Happy Thanksgiving to my clients! I am thankful for you and appreciate your contributions to your communities. I will continue to represent your legal interests to the very best of my ability!
November 22, 2016
November 10, 2016
Until recently, condominiums that wanted to obtain FHA lending approval were required to be at least 50% owner-occupied. HUD announced last month that it is willing to issue FHA approvals to condominiums with owner-occupancy percentages as low as 35% in certain circumstances. This will allow more condominiums to obtain FHA approval for the benefit of their owners.
The following requirements must be met for a condominium project to be approved if it has an owner-occupancy percentage as low as 35%:
1. Existing project;
2. Use HUD Review and Approval Process option;
3. Financial documents must provide for funding of replacement reserves for capital expenditures and deferred maintenance in an account representing at least 20% of the budget;
4. No more than 10% of the units are delinquent; and
5. Three years of acceptable financial documents.
HUD's letter announcing this change noted that "owner occupants serve to stabilize the financial viability of the projects and are less likely to default on their obligations to ownership associations than non-owner occupants .... Owner occupants, unlike either investors or renters, are incentivized to cooperate with other unit owners to ensure successful operation of the project." However, HUD decided that substantial reserves, a low percentage of delinquent owners, and evidence of long-term financial stability mitigate the risk associated with lower owner occupancy.
October 26, 2016
A Mercer Island homeowner sued his downhill neighbors for specific performance of a covenant that requires landscaping to be maintained at a height no greater than the nearest roof peak. His neighbors responded that a hedge row on their property could grow as tall as the roof peak of the plaintiff's home because it was the closest structure to that hedge row. The trial court rejected that argument on summary judgment and ordered the downhill neighbors to trim the hedge row, concluding that the covenant pertains to the nearest roof peak on the same property as the vegetation. The Court of Appeals recently affirmed that decision in an unpublished opinion.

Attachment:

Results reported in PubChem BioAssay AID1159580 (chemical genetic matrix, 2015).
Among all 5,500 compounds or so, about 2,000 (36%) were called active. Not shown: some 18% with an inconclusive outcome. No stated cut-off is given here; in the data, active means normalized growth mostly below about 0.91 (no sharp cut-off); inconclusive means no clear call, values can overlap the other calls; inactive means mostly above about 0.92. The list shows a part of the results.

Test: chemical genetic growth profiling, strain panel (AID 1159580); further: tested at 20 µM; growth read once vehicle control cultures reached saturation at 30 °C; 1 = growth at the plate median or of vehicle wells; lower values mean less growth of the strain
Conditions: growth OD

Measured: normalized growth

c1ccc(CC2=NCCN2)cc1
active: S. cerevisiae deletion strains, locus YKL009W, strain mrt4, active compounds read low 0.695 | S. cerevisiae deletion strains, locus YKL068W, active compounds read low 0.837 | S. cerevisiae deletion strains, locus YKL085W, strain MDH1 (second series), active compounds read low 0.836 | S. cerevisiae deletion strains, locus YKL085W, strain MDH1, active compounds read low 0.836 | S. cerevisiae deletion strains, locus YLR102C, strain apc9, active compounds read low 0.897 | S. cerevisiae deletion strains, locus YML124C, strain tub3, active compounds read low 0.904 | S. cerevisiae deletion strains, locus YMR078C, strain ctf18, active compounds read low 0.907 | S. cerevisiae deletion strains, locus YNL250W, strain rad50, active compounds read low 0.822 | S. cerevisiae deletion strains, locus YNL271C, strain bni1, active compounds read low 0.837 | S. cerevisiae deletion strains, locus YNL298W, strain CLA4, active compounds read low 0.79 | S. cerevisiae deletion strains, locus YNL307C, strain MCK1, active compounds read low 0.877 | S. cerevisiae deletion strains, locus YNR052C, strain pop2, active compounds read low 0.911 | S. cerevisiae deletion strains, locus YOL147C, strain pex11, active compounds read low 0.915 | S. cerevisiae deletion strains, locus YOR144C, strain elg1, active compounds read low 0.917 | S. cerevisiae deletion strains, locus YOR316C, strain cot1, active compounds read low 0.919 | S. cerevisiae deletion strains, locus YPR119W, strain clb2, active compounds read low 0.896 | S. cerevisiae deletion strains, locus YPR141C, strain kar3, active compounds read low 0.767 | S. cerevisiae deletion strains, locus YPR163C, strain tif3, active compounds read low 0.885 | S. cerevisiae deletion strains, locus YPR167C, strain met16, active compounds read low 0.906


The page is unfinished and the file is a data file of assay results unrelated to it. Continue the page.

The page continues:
The homeowner in this case sued in order to restore a view of Lake Washington that he was legally entitled to enjoy pursuant to a set of recorded covenants, and the value of that view is central to the Court's decision. The Court notes that "it is common sense that a lakefront property is more desirable when it has a view of the lake." It then points out that the covenants "call for landscaping to be maintained to protect the overall desirability of all of the properties in the subdivision" and that "it would be inconsistent with this provision to permit landscaping to grow so tall that it completely blocks the view from the uphill neighbor's outlook."
October 14, 2016
The Washington Court of Appeals recently issued an unpublished opinion indicating that a row of trees violated a covenant restricting "hedges" to a height of six feet or less. The parties own property in a neighborhood on Whidbey Island that is built on a slope and that provides views of the Puget Sound and the Olympic Mountains. Trees on downhill property blocked uphill property views, causing the uphill property owners to file a lawsuit arguing that the trees constituted a hedge in violation of a restrictive covenant. The trial court ordered the downhill property owners to cut certain trees to a height of six feet or less, and those owners appealed.
The Court of Appeals noted that one definition of "hedge" is "a boundary formed by a row of trees planted close together." The Court decided that the row of trees constituted a "hedge" under the terms of the restrictive covenant and that it was therefore subject to the height restriction. The Court emphasized that the scenic location and views are an important part of the value of the properties and that protecting views is in the homeowners' collective interest.
September 12, 2016
In a recent unpublished opinion, the Washington Court of Appeals affirmed the trial court's summary judgment denial of a condominium owner's legal challenges to the assessments charged to his unit. The owner argued that the assessments were invalid in a variety of ways, but the Court held that he did not offer sufficient evidence to support any of them. The Court also noted that "the owner of a condominium residential unit may not withhold payment of condominium assessments as a form of protest."